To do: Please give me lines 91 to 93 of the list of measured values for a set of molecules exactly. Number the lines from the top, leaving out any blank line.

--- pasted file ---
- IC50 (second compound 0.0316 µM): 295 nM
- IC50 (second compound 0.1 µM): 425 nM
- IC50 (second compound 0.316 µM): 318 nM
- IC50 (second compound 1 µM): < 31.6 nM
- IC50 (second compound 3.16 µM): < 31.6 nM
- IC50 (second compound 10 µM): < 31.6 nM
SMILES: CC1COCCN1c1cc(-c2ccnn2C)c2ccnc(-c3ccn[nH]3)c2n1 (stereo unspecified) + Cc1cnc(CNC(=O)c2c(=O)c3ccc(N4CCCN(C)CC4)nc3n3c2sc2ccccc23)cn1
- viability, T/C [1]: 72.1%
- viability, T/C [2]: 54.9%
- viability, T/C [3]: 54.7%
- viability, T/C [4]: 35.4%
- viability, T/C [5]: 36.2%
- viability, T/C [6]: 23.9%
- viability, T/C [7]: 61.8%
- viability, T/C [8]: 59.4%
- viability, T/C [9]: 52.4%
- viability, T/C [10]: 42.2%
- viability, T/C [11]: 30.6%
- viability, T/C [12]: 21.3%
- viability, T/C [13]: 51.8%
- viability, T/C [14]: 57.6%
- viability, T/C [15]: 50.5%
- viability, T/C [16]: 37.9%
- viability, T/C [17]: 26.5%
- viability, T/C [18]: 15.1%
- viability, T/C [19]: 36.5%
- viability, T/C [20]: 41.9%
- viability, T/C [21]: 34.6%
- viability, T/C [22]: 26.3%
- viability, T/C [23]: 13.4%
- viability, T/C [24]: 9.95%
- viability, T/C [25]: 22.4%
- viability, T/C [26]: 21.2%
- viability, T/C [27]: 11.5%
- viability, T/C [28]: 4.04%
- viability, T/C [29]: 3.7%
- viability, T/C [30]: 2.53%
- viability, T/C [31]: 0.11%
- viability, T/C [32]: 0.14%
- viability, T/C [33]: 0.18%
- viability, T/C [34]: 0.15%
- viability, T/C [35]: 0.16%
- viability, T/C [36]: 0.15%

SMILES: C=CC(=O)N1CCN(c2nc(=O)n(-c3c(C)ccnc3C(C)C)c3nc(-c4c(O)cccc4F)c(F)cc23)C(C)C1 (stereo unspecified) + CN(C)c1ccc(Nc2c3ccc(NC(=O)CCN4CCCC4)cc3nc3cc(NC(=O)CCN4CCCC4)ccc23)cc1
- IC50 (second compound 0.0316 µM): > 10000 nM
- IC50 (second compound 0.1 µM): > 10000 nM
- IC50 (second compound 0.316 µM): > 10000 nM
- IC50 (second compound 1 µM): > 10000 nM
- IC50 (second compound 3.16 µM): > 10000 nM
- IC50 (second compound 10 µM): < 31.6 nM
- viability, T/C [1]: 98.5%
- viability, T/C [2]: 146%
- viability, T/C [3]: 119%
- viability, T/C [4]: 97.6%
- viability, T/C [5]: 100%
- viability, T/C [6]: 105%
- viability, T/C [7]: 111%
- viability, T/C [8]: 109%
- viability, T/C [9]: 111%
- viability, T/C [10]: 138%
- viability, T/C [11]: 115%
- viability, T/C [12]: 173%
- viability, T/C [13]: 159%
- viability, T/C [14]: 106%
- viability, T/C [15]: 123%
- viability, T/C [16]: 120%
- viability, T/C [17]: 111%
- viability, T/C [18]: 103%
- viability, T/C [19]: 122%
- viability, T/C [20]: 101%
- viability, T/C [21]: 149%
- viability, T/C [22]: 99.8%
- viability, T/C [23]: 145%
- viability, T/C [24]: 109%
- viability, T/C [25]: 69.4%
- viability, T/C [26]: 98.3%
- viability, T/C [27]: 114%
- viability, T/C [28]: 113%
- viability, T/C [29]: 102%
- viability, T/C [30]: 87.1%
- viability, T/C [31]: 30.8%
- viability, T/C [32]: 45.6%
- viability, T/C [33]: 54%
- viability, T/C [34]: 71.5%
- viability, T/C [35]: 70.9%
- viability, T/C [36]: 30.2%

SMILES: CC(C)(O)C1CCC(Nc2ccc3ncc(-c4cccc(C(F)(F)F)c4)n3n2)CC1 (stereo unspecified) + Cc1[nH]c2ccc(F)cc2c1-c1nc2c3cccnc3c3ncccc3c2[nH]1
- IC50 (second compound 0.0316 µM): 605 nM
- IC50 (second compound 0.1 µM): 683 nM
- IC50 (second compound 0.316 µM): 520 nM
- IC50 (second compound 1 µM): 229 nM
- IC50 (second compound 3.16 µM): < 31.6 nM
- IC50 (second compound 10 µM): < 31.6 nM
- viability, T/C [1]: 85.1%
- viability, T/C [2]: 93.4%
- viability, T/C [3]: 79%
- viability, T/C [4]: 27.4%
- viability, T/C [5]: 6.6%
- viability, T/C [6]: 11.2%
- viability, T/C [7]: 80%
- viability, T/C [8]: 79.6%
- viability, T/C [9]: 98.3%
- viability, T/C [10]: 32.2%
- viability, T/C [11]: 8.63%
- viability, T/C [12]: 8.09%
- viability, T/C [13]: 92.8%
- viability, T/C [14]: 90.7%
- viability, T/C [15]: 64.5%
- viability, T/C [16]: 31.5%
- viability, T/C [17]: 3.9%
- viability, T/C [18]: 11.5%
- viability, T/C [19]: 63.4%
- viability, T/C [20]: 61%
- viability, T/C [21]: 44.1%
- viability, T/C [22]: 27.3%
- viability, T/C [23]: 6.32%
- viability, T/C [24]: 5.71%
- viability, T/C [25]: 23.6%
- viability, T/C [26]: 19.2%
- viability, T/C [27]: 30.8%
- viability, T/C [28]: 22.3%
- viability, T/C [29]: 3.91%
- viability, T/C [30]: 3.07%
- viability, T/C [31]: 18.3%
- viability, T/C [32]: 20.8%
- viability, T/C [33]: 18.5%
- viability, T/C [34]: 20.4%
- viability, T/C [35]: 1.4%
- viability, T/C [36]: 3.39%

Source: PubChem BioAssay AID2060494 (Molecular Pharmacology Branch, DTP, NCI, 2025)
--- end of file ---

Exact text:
- IC50 (second compound 1 µM): 229 nM
- IC50 (second compound 3.16 µM): < 31.6 nM
- IC50 (second compound 10 µM): < 31.6 nM